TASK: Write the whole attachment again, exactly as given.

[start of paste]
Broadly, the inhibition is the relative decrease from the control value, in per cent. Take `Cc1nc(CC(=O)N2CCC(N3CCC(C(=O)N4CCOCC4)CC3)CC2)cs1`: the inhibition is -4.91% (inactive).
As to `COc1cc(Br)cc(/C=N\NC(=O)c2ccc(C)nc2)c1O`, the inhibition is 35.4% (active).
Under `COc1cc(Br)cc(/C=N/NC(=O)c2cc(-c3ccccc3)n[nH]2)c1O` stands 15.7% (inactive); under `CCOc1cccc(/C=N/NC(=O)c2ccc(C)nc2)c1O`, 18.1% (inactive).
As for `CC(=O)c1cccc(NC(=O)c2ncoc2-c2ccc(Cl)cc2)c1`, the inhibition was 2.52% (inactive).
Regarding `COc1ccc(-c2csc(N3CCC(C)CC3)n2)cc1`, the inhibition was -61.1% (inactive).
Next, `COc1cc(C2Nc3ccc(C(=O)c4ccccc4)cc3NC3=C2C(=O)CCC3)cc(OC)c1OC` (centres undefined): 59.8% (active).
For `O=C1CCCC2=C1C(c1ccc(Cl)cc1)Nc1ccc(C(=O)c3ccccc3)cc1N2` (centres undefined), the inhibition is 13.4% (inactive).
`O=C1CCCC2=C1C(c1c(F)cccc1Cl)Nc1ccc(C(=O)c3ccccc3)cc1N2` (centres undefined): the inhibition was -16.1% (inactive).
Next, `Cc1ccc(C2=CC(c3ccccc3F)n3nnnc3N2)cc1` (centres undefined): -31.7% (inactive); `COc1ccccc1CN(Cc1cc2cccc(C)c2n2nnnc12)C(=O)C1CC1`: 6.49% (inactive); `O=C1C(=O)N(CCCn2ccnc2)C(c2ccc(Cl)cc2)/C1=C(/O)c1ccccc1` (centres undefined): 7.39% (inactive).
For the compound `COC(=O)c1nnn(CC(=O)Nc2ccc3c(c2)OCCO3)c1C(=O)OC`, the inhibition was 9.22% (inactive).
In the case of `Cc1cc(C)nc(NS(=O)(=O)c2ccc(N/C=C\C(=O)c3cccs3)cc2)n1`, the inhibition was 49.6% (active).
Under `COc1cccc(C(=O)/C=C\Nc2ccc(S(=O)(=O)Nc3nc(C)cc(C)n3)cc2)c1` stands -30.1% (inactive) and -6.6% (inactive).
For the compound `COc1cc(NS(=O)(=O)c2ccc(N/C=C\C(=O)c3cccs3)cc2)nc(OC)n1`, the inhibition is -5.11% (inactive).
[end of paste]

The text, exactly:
Broadly, the inhibition is the relative decrease from the control value, in per cent. Take `Cc1nc(CC(=O)N2CCC(N3CCC(C(=O)N4CCOCC4)CC3)CC2)cs1`: the inhibition is -4.91% (inactive).
As to `COc1cc(Br)cc(/C=N\NC(=O)c2ccc(C)nc2)c1O`, the inhibition is 35.4% (active).
Under `COc1cc(Br)cc(/C=N/NC(=O)c2cc(-c3ccccc3)n[nH]2)c1O` stands 15.7% (inactive); under `CCOc1cccc(/C=N/NC(=O)c2ccc(C)nc2)c1O`, 18.1% (inactive).
As for `CC(=O)c1cccc(NC(=O)c2ncoc2-c2ccc(Cl)cc2)c1`, the inhibition was 2.52% (inactive).
Regarding `COc1ccc(-c2csc(N3CCC(C)CC3)n2)cc1`, the inhibition was -61.1% (inactive).
Next, `COc1cc(C2Nc3ccc(C(=O)c4ccccc4)cc3NC3=C2C(=O)CCC3)cc(OC)c1OC` (centres undefined): 59.8% (active).
For `O=C1CCCC2=C1C(c1ccc(Cl)cc1)Nc1ccc(C(=O)c3ccccc3)cc1N2` (centres undefined), the inhibition is 13.4% (inactive).
`O=C1CCCC2=C1C(c1c(F)cccc1Cl)Nc1ccc(C(=O)c3ccccc3)cc1N2` (centres undefined): the inhibition was -16.1% (inactive).
Next, `Cc1ccc(C2=CC(c3ccccc3F)n3nnnc3N2)cc1` (centres undefined): -31.7% (inactive); `COc1ccccc1CN(Cc1cc2cccc(C)c2n2nnnc12)C(=O)C1CC1`: 6.49% (inactive); `O=C1C(=O)N(CCCn2ccnc2)C(c2ccc(Cl)cc2)/C1=C(/O)c1ccccc1` (centres undefined): 7.39% (inactive).
For the compound `COC(=O)c1nnn(CC(=O)Nc2ccc3c(c2)OCCO3)c1C(=O)OC`, the inhibition was 9.22% (inactive).
In the case of `Cc1cc(C)nc(NS(=O)(=O)c2ccc(N/C=C\C(=O)c3cccs3)cc2)n1`, the inhibition was 49.6% (active).
Under `COc1cccc(C(=O)/C=C\Nc2ccc(S(=O)(=O)Nc3nc(C)cc(C)n3)cc2)c1` stands -30.1% (inactive) and -6.6% (inactive).
For the compound `COc1cc(NS(=O)(=O)c2ccc(N/C=C\C(=O)c3cccs3)cc2)nc(OC)n1`, the inhibition is -5.11% (inactive).